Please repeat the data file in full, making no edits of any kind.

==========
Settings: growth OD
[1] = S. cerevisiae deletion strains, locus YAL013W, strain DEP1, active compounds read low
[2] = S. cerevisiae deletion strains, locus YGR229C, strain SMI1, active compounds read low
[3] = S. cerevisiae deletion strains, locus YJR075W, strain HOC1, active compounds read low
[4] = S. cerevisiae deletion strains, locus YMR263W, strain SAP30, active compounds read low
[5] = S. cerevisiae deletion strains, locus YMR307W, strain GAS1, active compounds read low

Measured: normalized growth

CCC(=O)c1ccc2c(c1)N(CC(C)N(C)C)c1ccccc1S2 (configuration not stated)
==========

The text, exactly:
Settings: growth OD
[1] = S. cerevisiae deletion strains, locus YAL013W, strain DEP1, active compounds read low
[2] = S. cerevisiae deletion strains, locus YGR229C, strain SMI1, active compounds read low
[3] = S. cerevisiae deletion strains, locus YJR075W, strain HOC1, active compounds read low
[4] = S. cerevisiae deletion strains, locus YMR263W, strain SAP30, active compounds read low
[5] = S. cerevisiae deletion strains, locus YMR307W, strain GAS1, active compounds read low

Measured: normalized growth

CCC(=O)c1ccc2c(c1)N(CC(C)N(C)C)c1ccccc1S2 (configuration not stated)